"The thing I found most appealing about Rivier was being a part of a young team and having the opportunity to make an immediate impact going into my freshman year,” said Augustine. “The coaching staff is very knowledgeable, bringing competitive expectations, and also has a goalie coach present daily that can continue to help me make adjustments in my game. Also, it’s a smaller school that will help me get back into the swing of things academically for the smoothest transition possible.
“It’s very exciting to make this commitment and getting the opportunity to play at the NCAA level and getting a great education at the same time. I hope to come in my freshman year and really bond with all the guys and get as much chemistry going as early as possible. I know they have quite a few new guys for next year as well, so I won’t be the only one coming to a new team.”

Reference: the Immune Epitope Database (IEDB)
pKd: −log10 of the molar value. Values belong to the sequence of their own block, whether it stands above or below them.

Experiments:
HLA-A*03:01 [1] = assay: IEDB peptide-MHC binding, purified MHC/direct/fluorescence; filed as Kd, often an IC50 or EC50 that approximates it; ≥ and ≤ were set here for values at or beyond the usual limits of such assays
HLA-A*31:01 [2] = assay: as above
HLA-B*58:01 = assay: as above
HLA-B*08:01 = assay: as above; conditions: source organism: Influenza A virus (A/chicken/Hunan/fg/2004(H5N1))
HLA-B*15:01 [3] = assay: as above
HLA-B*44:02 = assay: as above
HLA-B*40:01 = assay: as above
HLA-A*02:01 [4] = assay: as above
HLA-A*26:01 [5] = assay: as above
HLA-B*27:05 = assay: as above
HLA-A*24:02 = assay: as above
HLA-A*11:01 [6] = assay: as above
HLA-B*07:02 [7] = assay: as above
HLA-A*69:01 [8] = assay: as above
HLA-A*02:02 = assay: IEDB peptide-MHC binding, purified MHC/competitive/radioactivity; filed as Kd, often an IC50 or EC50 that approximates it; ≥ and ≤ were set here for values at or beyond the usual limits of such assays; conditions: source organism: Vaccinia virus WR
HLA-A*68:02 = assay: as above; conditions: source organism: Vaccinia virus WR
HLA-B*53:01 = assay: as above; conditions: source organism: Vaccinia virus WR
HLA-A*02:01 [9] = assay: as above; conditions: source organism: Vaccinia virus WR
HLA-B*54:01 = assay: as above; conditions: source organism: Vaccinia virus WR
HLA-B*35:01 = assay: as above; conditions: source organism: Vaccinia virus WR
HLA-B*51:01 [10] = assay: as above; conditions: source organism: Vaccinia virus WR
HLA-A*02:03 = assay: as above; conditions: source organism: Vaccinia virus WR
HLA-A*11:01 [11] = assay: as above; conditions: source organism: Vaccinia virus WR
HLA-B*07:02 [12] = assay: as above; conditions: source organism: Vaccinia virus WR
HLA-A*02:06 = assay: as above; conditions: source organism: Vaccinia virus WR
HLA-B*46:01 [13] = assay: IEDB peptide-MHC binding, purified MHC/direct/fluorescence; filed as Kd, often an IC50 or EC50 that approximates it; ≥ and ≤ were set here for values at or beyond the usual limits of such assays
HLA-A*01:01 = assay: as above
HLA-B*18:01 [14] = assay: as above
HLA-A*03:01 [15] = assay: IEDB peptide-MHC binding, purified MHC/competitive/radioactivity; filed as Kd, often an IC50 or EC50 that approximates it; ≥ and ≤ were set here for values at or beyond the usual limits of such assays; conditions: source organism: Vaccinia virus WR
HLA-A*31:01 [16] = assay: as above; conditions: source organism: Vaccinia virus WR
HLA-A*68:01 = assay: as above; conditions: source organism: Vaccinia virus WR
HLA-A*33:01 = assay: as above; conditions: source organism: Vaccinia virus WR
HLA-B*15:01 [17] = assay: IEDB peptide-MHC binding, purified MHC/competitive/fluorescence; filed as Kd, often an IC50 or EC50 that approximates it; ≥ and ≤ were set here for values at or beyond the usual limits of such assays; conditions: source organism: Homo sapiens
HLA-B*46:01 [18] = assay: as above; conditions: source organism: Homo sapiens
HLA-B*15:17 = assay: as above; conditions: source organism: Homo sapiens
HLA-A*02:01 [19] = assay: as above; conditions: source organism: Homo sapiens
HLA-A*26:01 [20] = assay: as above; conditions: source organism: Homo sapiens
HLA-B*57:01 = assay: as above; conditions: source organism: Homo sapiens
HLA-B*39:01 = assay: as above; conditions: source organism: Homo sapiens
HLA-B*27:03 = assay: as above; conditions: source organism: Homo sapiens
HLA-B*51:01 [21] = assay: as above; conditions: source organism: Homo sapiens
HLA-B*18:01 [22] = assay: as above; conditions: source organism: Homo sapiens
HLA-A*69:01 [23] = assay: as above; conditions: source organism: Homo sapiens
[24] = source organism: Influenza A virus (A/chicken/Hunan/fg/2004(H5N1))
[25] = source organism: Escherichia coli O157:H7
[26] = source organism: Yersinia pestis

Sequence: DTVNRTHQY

Academically, Augustine is looking at a business/marketing major, saying, “It will definitely be a different step for me at the beginning, but I’m confident I’ll be able to adjust to the college life fast.”
Over the course of his time with the Jets, Augustine and the Jets made the USPHL National Championships each year, going to the title game in 2019 and 2022. Overall, Augustine went 55-14-0 with a 1.91 GAA and a .934 save percentage, notching 12 shutouts in a Jets uniform.
“Will has come a long way in his time with the Jets,” said Jets coach-GM Justin Quenneville. “He is a perfect example of development and commitment. He started with the MJDP, which provided him the same platform and opportunities. He was able to get ample playing time and attention. Will took advantage of it and continued to progress.